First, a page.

Released: 4th December 2015.
“I am not trying to anger people. Or make some huge statement. It’s just me. That’s who I am.”
Nevertheless, on 'Blue Neighbourhood', openly gay vlogger-turned-popstar Troye Sivan will certainly raise eyebrows - whether it be his his criticisms of his sheltered suburban life in the album's title, his frequent use of pronouns to not obscure his sexuality, or his lyrical honesty in his desire for sex in "Wild" and "Bite"; it seems 20-year-old Sivan is not scared to voice his opinion and deviate from the norm.
However, whilst Sivan himself may not fit the familiar cookie-cutter pop star shape, his music certainly does. Listening to 'Blue Neighbourhood', it is hard not to be reminded of Lena's "Catapult" in the sultry, dark pop of "DKLA"; or Taylor Swift's "Out of the Woods" in the mechanic, processed backing vocals of "Youth". But rather than questioning the originality of the album, instead another thought comes to mind: Sivan has successfully captured the sound of today.
Everything about the album screams modern and trendy: the album cover (a painting depicting Sivan in his 'Blue Neighbourhood'), his youthful co-writer Alex Hope, and the cutting-edge, intense, and intelligent production. It is a stylish album of smoke and mirrors, yet at the same time, is heartfelt and personal.
The slick, pulsating beats and heavy, dominating synths that run through the album may be a little too familiar, but they make the album a cohesive record that sounds like a body of work, rather than just a collection of songs thrown together.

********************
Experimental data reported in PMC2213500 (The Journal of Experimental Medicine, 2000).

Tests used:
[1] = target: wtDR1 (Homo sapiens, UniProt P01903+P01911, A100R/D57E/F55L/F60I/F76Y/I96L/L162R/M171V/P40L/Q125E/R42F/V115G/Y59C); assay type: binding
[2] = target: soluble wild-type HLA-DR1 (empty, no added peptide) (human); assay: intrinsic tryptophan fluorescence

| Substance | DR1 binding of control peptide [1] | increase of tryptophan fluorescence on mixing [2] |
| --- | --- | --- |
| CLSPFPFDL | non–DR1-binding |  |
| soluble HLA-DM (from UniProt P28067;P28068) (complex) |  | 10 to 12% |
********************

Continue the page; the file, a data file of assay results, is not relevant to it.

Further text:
What really makes 'Blue Neighbourhood' superior to its contemporaries is its lyrics. Heartfelt, genuine and intelligent, the highly thought out lyricism enhances every song and makes them all the more relatable. It's hard not to empathise and feel Sivan's betrayal in "The Quiet" when he's "left here in the dust, with the taste of broken trust" or his desire in "Wild" even though he is aware his relationship is toxic with lyrics like "you make my heart shake, bend and break, but I can't turn away".
Sivan's voice is surprisingly rich and gentle, and one would think that it would sound more at home on an Adele-esque soul album rather than the harsh production on 'Blue Neighbourhood'. But somehow they fit together well and add an extra level of depth and sophistication to each song.
'Blue Neighbourhood' may lack originality, but its clever lyrics, smart production, and catchy choruses make this a minor flaw and clearly show Sivan is destined to go stratospheric. Keep your eyes peeled.